When it comes to nutrient-dense goodies, it's really hard to top eggs. They float the boats of vegetarians and omnivorous people alike, can be cooked so many different ways and they're dead simple and quick if you're in a pinch. They're even cost effective! WHAT IS NOT TO LOVE ABOUT EGGS?! I eat eggs probably six out of seven days. But what about your cholesterol?! I hear you cry! Thanks for your concern, you lovely, thoughtful reader, however my cholesterol is in tip top shape. In fact, current research has debunked the connection between egg consumption and high LDL cholesterol (the bad stuff), so you can eat them to your heart's content provided you've got no existing concerns about your cholesterol. Obviously with any animal-sourced fat, eggs contain saturated fat, but not much (about 1.6g in an average yolk). Blood cholesterol levels are usually affected more when dietary cholesterol (ie, the stuff from animal products) is coming in with saturated fat. What we forgot about when we were studying the effects of eggs is that the typical Western diet was eating them with bacon, sausages and buttered toast - ie, a lot of saturated fat - so the effect of the dietary cholesterol in eggs on blood cholesterol levels was worse because of what we were eating them with. For reference, the average egg has about 186mg of dietary cholesterol, and the recommended intake is around 300mg of cholesterol daily (200mg if you have above normal cholesterol to begin with), so an egg a day is fine for most people. Basically, if you're eating eggs daily as part of a healthy, varied diet then you shouldn't worry about the effect the eggs are going to have on your LDL cholesterol levels. So now that we have that sorted, here are some fun factoids about eggies:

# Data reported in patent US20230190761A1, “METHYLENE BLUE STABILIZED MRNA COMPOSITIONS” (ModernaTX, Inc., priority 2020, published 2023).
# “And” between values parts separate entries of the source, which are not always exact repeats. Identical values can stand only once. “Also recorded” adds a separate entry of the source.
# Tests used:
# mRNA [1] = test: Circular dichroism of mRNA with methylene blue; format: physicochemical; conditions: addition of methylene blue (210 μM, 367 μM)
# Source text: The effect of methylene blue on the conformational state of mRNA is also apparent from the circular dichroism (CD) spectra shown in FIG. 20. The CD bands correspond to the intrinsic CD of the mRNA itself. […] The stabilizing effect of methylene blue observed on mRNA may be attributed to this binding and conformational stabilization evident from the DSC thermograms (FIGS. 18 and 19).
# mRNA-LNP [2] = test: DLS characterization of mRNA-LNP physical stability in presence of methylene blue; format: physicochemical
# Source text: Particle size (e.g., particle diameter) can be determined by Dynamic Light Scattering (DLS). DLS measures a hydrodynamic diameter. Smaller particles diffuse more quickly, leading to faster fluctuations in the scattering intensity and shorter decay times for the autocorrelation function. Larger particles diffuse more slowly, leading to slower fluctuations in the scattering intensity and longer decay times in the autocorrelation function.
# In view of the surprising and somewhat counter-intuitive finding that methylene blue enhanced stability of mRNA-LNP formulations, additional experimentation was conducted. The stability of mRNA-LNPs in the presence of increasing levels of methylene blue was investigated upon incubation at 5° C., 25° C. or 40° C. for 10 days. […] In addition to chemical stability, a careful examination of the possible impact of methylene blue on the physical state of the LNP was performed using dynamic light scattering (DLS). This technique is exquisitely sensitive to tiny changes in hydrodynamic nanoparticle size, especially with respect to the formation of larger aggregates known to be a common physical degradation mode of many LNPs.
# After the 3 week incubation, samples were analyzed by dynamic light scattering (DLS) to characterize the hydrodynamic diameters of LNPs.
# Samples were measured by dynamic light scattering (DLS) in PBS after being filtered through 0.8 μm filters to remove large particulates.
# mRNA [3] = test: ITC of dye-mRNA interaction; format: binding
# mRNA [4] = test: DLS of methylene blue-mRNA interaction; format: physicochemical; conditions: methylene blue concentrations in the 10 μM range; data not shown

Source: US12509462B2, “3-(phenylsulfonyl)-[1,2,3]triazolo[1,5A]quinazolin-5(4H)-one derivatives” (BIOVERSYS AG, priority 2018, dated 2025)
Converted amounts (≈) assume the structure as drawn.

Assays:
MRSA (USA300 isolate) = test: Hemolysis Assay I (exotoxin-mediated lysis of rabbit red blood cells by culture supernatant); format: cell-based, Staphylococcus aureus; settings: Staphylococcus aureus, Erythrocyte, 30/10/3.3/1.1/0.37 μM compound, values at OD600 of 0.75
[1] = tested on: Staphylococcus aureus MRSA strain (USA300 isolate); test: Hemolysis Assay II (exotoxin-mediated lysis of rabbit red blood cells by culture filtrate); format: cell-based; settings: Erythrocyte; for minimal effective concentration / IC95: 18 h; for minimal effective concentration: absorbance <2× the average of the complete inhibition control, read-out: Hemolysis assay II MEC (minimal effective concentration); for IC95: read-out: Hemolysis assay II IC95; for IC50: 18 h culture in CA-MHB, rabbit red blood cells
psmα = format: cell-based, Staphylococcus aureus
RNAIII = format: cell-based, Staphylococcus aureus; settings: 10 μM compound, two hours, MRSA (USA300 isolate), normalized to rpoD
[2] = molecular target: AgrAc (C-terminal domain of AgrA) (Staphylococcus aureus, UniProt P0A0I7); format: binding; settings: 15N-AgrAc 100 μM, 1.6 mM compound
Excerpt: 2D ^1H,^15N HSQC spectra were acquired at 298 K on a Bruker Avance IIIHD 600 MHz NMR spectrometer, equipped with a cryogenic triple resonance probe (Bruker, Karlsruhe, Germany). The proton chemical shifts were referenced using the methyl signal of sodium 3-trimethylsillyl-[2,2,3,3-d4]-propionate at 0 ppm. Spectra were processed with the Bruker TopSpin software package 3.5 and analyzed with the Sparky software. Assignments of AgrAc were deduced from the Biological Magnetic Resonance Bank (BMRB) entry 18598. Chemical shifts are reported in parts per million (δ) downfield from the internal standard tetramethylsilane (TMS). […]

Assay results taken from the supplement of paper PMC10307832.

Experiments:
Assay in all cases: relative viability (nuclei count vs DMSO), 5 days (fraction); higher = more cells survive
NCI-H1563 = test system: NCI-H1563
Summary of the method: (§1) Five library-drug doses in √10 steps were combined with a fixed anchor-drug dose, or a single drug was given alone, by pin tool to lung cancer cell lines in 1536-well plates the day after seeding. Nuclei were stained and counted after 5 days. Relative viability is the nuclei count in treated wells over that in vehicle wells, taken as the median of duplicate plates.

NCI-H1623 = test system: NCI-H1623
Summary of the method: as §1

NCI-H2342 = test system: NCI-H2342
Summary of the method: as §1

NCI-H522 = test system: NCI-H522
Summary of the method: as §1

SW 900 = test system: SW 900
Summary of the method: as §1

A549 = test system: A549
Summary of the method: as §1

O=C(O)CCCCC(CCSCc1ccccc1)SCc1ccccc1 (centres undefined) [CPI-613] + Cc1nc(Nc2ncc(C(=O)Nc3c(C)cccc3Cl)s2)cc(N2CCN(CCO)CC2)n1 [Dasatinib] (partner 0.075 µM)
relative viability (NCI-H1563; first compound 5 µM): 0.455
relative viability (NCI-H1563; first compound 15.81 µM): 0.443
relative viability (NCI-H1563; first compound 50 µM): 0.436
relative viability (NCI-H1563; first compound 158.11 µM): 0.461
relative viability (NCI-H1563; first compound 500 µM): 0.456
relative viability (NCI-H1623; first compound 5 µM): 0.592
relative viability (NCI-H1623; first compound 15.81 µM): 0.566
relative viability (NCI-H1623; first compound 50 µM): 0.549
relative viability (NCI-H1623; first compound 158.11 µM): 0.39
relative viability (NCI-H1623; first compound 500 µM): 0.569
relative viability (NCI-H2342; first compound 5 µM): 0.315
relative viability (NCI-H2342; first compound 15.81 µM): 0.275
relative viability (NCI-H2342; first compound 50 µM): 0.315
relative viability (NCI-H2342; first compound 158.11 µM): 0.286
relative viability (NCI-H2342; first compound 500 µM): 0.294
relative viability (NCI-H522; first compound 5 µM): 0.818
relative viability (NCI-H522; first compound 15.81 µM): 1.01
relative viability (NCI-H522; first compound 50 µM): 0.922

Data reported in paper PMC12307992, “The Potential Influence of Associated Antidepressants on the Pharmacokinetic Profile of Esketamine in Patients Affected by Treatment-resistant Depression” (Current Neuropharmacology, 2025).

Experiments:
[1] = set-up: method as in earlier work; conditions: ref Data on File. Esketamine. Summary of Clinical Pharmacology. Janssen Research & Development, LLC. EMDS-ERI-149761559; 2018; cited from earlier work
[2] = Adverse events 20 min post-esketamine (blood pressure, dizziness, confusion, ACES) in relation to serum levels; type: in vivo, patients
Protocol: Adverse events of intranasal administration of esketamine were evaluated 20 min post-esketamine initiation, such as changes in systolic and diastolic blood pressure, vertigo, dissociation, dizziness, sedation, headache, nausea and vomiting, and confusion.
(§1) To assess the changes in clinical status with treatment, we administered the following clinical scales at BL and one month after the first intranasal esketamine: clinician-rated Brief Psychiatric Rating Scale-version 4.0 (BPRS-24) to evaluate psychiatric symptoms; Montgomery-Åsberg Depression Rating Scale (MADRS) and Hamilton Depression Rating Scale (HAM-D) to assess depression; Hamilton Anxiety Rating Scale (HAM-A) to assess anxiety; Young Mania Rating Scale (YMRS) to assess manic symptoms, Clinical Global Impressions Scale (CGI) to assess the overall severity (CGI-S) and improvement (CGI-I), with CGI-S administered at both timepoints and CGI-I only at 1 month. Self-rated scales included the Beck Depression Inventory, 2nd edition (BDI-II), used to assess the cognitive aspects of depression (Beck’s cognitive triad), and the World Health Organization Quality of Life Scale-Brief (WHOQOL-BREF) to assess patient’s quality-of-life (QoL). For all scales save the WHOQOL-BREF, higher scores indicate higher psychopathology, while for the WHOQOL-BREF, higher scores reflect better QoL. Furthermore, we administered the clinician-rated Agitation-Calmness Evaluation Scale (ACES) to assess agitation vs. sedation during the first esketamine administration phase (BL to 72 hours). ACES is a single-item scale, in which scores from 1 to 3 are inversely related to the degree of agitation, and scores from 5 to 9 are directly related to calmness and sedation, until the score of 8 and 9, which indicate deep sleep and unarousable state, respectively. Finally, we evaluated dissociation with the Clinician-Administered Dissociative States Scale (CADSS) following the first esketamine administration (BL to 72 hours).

- Great source of super absorbable protein (about 6 grams per egg)
- High in choline, which is important for brain development for your bump if you're preggers
- High in lutein, which is ace for eye health (you can also get lutein from spinach and kale, though a bit of fat will better its absorption)